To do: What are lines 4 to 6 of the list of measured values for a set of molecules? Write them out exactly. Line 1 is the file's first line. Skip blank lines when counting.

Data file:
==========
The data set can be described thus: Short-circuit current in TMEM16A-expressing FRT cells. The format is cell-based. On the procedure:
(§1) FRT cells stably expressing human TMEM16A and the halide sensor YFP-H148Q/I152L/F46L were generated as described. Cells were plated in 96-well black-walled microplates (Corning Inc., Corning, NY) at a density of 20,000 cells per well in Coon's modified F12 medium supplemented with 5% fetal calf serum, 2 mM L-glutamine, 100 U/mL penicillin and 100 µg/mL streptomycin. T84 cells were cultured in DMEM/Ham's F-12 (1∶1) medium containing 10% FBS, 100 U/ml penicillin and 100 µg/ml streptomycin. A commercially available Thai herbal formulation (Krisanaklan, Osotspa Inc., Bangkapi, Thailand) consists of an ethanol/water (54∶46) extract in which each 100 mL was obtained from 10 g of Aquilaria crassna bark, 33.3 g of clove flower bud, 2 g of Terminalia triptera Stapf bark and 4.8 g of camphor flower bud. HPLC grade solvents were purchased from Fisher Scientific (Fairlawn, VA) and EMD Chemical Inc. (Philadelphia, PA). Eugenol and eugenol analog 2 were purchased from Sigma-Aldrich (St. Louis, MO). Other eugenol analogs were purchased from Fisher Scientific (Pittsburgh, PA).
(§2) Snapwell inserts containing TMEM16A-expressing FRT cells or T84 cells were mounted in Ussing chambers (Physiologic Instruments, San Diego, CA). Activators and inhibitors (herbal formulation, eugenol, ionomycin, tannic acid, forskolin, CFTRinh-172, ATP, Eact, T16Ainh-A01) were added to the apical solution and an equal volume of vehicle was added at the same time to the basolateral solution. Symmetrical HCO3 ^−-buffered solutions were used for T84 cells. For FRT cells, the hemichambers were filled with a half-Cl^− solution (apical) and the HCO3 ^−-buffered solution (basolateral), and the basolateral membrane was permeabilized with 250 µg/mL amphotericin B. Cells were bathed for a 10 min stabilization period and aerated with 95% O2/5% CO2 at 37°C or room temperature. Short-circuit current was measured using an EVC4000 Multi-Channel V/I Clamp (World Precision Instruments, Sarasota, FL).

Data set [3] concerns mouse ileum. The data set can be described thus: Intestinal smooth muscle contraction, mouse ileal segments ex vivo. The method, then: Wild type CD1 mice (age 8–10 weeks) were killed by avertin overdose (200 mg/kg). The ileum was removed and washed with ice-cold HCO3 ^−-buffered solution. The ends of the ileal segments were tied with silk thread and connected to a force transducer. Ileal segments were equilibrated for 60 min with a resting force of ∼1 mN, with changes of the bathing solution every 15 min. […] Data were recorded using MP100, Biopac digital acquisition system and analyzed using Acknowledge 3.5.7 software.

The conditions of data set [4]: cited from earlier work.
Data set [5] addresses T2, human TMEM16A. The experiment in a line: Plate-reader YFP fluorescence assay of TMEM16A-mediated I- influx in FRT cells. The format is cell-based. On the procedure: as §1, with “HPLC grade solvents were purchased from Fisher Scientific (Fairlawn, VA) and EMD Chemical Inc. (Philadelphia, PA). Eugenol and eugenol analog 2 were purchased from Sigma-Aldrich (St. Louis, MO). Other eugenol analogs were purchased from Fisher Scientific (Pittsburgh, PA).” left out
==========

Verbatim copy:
Data set [3] concerns mouse ileum. The data set can be described thus: Intestinal smooth muscle contraction, mouse ileal segments ex vivo. The method, then: Wild type CD1 mice (age 8–10 weeks) were killed by avertin overdose (200 mg/kg). The ileum was removed and washed with ice-cold HCO3 ^−-buffered solution. The ends of the ileal segments were tied with silk thread and connected to a force transducer. Ileal segments were equilibrated for 60 min with a resting force of ∼1 mN, with changes of the bathing solution every 15 min. […] Data were recorded using MP100, Biopac digital acquisition system and analyzed using Acknowledge 3.5.7 software.

The conditions of data set [4]: cited from earlier work.
Data set [5] addresses T2, human TMEM16A. The experiment in a line: Plate-reader YFP fluorescence assay of TMEM16A-mediated I- influx in FRT cells. The format is cell-based. On the procedure: as §1, with “HPLC grade solvents were purchased from Fisher Scientific (Fairlawn, VA) and EMD Chemical Inc. (Philadelphia, PA). Eugenol and eugenol analog 2 were purchased from Sigma-Aldrich (St. Louis, MO). Other eugenol analogs were purchased from Fisher Scientific (Pittsburgh, PA).” left out